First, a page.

campaign was at an end.

For its part in the campaign, the 27th (1st Beloochees) Regiment received the Battle Honour “Abyssinia.”   Henry was several
times mentioned in despatches, received the Abyssinia medal and was awarded a brevet promotion to Lieutenant Colonel.  
He was also invested as a Companion of the Order of the Bath, Military Division.     
Promoted a substantive Lieutenant Colonel in June of 1871 and a brevet Colonel in February of 1874, Henry was appointed
to command the Hyderabad station from February 1876 till May of 1878.  In December of that year he was appointed
Officiating Commandant of the Southern Frontier Force, a position he held until May of 1879.
Upon retiring on full pay on the 15th of December 1880, Henry received the honorary rank of Major General.  Returning
to England, Henry resided at Burfield Hall, Wymondham, Norfolk, a Grade II building still in existence, where Henry took
up the life of a country gentleman. He was a member of the United Service Club and the Constitutional Club and was
appointed a member of the Board of Directors of The New Oriental Bank Corporation, Ltd., headquartered at 40
Threadneedle Street, London.  In the 1891 Census Henry and Mary Anne are shown as still living Burfield Hall with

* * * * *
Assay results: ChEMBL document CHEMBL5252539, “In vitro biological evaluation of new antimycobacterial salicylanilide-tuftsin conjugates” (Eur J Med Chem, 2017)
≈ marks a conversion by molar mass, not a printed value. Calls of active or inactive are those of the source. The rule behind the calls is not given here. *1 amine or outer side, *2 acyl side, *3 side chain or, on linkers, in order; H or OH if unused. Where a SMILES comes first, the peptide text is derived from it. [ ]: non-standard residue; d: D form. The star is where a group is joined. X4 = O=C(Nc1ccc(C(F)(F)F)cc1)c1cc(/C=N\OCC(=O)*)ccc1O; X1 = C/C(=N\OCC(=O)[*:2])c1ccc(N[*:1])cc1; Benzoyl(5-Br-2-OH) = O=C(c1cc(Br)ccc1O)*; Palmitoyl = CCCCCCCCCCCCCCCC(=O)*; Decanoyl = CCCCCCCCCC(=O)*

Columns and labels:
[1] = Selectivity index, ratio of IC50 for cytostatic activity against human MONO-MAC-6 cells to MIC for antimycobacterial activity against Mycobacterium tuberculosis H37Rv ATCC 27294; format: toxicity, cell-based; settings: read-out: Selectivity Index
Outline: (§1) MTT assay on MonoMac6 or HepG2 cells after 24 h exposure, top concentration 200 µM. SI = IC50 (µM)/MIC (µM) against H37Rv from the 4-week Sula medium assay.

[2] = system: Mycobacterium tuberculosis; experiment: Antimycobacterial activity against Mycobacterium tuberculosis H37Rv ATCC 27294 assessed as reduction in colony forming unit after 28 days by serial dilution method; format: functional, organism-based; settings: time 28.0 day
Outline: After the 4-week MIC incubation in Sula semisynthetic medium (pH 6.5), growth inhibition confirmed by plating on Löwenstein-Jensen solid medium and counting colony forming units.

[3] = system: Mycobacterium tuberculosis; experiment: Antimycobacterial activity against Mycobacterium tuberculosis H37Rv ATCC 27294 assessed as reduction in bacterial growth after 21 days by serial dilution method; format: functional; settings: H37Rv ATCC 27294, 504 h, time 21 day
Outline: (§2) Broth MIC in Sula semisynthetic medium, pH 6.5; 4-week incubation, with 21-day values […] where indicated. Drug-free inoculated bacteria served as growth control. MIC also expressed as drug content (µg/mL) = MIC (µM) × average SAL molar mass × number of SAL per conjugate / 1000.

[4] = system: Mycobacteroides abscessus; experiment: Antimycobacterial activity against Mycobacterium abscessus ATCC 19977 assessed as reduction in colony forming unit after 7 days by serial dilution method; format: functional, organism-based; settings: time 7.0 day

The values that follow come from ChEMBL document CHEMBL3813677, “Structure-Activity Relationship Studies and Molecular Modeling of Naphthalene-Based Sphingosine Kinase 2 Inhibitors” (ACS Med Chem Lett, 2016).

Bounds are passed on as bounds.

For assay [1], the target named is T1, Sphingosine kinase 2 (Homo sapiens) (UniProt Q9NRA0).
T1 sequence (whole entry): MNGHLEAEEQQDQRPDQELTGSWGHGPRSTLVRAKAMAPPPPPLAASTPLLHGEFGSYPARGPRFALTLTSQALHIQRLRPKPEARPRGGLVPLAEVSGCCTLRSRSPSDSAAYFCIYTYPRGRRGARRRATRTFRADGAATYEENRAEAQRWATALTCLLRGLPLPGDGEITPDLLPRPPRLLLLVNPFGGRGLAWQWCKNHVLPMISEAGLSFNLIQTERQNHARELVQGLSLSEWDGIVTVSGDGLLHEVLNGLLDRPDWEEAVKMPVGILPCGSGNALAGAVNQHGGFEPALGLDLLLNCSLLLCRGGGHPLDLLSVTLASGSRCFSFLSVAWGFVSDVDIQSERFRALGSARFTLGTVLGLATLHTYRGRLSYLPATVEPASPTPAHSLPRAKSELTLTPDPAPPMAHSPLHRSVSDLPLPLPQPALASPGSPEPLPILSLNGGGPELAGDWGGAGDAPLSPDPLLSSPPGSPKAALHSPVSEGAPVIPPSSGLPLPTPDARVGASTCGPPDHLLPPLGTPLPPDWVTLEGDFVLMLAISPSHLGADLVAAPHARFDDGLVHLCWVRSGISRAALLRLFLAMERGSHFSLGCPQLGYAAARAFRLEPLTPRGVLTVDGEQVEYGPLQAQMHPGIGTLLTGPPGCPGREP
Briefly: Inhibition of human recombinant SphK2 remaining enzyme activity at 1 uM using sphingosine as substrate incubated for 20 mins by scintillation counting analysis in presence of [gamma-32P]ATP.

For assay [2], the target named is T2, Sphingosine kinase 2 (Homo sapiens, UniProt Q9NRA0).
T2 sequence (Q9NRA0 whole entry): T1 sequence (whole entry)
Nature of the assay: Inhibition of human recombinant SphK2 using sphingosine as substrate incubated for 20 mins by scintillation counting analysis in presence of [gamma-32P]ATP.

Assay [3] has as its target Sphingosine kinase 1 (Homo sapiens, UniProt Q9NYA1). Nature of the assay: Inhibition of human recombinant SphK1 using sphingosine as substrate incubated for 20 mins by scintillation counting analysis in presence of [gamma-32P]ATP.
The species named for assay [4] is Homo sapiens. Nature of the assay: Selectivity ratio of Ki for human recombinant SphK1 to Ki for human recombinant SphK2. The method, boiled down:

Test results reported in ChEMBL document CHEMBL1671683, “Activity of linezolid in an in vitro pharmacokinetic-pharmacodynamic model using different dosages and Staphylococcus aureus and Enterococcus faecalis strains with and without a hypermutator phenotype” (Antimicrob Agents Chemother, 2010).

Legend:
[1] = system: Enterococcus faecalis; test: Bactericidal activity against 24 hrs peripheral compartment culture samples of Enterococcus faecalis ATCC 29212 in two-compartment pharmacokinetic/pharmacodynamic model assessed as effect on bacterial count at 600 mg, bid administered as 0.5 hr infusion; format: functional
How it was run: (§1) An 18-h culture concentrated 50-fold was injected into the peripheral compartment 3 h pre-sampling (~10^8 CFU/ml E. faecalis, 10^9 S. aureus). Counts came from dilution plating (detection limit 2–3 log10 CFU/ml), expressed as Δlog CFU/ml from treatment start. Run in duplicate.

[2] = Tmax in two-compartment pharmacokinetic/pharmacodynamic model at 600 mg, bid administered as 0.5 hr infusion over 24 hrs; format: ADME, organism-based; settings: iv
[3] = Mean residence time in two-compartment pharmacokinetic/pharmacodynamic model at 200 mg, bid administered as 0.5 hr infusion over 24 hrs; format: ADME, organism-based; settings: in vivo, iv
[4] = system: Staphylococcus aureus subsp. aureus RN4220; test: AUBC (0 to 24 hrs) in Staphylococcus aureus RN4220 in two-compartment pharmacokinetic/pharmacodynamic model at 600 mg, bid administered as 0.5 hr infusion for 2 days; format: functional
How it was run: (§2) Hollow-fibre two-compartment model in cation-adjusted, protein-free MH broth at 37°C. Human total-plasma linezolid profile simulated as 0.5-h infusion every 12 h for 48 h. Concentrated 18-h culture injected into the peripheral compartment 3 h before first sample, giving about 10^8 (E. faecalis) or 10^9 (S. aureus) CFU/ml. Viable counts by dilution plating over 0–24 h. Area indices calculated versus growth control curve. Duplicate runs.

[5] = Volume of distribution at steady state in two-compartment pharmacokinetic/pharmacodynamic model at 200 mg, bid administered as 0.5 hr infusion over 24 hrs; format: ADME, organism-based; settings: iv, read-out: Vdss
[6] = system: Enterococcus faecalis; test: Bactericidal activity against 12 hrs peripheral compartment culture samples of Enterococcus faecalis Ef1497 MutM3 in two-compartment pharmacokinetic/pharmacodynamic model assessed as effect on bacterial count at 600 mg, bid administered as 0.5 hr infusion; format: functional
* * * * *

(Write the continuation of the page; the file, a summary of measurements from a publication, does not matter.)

Mary Anne, their widowed daughter-in-law, four grandchildren and five domestic servants.
Major-General Henry Beville, C.B., died at Exeter on the 12th of June 1897.  His obituary was reported in the 9 October
1897 edition of the Illustrated London News.  He was 69 years old.  A veteran of two bloody conflicts and 35 years of the
Indian climate, Henry had lived to what was then a ripe old age.                        

In the 1901 Census Mary Anne is shown living with her daughter Rose and her husband Colonel John Gastell at Bournemouth.  
Mary Anne Goslin Beville died on 11 January 1902 at Sydenham, Kent,   age 74
Henry’s younger brother George Francis Beville, who served with him in the 27th (1st Baloochees) Regiment in Abyssinia
campaign, would go on to become a full General, become a Commander of the Bath. and be knighted as Knight Commander
of the Indian Empire.  George died on 18 January 1913
Pictured Right:

Burfield Hall